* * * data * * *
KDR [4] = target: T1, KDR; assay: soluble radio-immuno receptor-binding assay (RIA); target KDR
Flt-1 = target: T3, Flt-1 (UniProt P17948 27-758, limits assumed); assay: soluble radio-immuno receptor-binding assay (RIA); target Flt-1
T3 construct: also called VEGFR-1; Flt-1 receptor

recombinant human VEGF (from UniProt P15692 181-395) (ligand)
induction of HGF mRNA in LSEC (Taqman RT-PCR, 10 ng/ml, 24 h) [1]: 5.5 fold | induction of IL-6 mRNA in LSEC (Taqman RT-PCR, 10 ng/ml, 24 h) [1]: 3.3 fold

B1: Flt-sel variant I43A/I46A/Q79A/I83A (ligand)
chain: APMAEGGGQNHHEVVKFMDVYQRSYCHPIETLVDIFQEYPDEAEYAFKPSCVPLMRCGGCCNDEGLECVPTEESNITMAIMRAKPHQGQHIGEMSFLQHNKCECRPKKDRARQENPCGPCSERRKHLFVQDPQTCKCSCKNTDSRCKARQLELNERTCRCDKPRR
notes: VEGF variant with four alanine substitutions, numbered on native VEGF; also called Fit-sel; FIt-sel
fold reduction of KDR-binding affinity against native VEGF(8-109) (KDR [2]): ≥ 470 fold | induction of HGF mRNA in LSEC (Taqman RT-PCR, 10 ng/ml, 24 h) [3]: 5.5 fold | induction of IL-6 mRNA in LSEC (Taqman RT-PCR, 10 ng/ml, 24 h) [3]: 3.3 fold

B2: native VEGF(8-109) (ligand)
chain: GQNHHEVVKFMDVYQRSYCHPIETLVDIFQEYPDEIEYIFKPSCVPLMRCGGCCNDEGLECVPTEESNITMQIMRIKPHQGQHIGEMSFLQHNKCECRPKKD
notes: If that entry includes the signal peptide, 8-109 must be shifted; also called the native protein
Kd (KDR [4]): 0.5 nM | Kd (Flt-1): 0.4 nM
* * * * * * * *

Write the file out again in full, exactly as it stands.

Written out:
KDR [4] = target: T1, KDR; assay: soluble radio-immuno receptor-binding assay (RIA); target KDR
Flt-1 = target: T3, Flt-1 (UniProt P17948 27-758, limits assumed); assay: soluble radio-immuno receptor-binding assay (RIA); target Flt-1
T3 construct: also called VEGFR-1; Flt-1 receptor

recombinant human VEGF (from UniProt P15692 181-395) (ligand)
induction of HGF mRNA in LSEC (Taqman RT-PCR, 10 ng/ml, 24 h) [1]: 5.5 fold | induction of IL-6 mRNA in LSEC (Taqman RT-PCR, 10 ng/ml, 24 h) [1]: 3.3 fold

B1: Flt-sel variant I43A/I46A/Q79A/I83A (ligand)
chain: APMAEGGGQNHHEVVKFMDVYQRSYCHPIETLVDIFQEYPDEAEYAFKPSCVPLMRCGGCCNDEGLECVPTEESNITMAIMRAKPHQGQHIGEMSFLQHNKCECRPKKDRARQENPCGPCSERRKHLFVQDPQTCKCSCKNTDSRCKARQLELNERTCRCDKPRR
notes: VEGF variant with four alanine substitutions, numbered on native VEGF; also called Fit-sel; FIt-sel
fold reduction of KDR-binding affinity against native VEGF(8-109) (KDR [2]): ≥ 470 fold | induction of HGF mRNA in LSEC (Taqman RT-PCR, 10 ng/ml, 24 h) [3]: 5.5 fold | induction of IL-6 mRNA in LSEC (Taqman RT-PCR, 10 ng/ml, 24 h) [3]: 3.3 fold

B2: native VEGF(8-109) (ligand)
chain: GQNHHEVVKFMDVYQRSYCHPIETLVDIFQEYPDEIEYIFKPSCVPLMRCGGCCNDEGLECVPTEESNITMQIMRIKPHQGQHIGEMSFLQHNKCECRPKKD
notes: If that entry includes the signal peptide, 8-109 must be shifted; also called the native protein
Kd (KDR [4]): 0.5 nM | Kd (Flt-1): 0.4 nM